Users taking part in VR experiences tend to rely on a head-mounted display, making it challenging for the person to navigate and walk-through the experience. With the addition of hand-gesture interaction, virtual reality experiences are becoming even more immersive.

Devices like joysticks and head orientation tracking are embedded into VR headsets and are used to help a person walk through the virtual world — but they’re not fully effective. There can be jolts to the view that are irregular and not only disrupt the experience but can also cause motion sickness for the user. The portal method is a technique that has been used to reduce motion sickness, allowing users to jump from one location to another. The movement isn’t natural, so it can also cause some disorientation.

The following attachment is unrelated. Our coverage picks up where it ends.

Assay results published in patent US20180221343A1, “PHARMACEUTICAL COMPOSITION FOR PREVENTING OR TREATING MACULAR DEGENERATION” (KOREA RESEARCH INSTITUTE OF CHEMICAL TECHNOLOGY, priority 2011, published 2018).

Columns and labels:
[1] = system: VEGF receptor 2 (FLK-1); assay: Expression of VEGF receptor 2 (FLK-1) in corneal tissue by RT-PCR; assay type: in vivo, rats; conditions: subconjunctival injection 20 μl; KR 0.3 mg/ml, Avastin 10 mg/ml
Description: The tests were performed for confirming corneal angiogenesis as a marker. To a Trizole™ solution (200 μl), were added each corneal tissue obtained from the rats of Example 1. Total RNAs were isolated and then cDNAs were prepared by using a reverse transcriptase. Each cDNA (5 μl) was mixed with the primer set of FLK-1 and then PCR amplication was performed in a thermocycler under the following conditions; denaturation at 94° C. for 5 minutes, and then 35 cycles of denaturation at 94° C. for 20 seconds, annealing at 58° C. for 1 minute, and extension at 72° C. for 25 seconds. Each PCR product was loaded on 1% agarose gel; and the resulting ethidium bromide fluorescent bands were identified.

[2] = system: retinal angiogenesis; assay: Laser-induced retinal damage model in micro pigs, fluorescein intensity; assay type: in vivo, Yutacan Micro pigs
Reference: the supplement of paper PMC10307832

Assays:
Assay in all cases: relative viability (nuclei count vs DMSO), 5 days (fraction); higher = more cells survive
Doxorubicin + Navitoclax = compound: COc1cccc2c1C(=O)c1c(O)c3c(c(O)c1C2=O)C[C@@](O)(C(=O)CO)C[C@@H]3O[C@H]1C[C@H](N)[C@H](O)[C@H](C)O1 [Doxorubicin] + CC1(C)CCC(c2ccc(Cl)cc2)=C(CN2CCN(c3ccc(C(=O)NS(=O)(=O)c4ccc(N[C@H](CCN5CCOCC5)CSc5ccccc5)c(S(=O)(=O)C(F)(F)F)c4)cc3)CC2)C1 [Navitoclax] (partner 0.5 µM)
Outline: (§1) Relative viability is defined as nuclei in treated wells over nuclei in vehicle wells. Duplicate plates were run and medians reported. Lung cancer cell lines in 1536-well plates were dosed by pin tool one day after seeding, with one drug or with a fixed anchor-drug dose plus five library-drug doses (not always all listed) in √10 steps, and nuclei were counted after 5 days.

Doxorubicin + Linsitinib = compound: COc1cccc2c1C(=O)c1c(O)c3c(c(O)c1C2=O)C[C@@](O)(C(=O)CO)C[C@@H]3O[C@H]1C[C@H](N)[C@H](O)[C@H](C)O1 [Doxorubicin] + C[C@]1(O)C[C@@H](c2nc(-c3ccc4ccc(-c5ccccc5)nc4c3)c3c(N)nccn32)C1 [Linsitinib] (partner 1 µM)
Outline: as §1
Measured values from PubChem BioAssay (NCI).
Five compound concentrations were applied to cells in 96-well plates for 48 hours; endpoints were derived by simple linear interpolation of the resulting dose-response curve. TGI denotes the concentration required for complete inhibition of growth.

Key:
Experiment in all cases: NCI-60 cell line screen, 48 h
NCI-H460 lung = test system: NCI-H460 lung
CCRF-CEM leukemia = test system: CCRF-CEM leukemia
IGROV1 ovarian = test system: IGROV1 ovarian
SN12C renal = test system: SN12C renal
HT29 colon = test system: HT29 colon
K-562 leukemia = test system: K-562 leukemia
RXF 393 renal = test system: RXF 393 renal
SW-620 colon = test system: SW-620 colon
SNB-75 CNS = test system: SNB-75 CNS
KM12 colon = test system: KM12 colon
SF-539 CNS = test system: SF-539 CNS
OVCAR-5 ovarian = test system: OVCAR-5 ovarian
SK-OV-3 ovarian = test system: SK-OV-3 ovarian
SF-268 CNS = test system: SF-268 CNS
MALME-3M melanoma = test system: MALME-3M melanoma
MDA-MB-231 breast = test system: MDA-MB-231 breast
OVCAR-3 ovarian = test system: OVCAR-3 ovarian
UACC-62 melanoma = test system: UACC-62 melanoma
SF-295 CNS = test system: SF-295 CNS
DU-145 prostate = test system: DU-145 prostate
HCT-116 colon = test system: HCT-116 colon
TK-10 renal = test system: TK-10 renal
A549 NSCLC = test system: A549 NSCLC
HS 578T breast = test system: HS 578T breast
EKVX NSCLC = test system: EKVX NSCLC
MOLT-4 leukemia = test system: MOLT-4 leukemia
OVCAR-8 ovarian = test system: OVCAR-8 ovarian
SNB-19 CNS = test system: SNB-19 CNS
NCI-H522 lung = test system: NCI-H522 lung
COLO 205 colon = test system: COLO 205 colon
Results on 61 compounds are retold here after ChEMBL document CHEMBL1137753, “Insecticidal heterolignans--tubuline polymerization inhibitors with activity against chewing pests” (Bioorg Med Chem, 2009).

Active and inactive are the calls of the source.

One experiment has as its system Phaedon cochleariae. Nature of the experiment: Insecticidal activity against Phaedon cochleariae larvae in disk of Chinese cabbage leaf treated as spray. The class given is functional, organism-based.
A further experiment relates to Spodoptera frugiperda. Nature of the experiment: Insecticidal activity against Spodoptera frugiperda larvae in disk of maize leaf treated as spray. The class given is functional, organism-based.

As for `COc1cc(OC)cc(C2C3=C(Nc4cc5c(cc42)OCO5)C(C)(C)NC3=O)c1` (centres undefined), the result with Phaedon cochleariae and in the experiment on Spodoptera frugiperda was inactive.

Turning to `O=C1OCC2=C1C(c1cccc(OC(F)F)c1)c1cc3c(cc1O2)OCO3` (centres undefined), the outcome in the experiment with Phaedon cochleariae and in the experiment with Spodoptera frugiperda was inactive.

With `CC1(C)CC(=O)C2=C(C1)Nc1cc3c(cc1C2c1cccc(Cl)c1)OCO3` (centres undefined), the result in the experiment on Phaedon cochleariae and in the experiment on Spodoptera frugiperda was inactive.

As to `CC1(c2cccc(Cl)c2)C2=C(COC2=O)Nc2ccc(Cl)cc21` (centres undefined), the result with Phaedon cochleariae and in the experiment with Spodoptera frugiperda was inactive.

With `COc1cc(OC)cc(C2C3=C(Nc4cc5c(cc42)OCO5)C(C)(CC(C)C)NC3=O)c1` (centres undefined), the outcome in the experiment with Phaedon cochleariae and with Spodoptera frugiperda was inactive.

Researchers have experimented with the simple double hand-gesture interaction method and have found it to be beneficial to users in a VR experience. It allows the user to be better immersed and comfortable without motion sickness. The hand gestures the researchers have created are natural, such as raising and opening their left hands in order to move avatars forward. By tracing the motions in the air, it helps combine the actions of movement and turning in VR and is more natural, and easier to learn than other VR navigation methods.

Written by IEEE on November 28, 2017

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Double hand-gesture interaction for walk-through in VR environment

Navigation or traveling (walk-through) is one of the basic and essential 3D interaction tasks in a VR environment.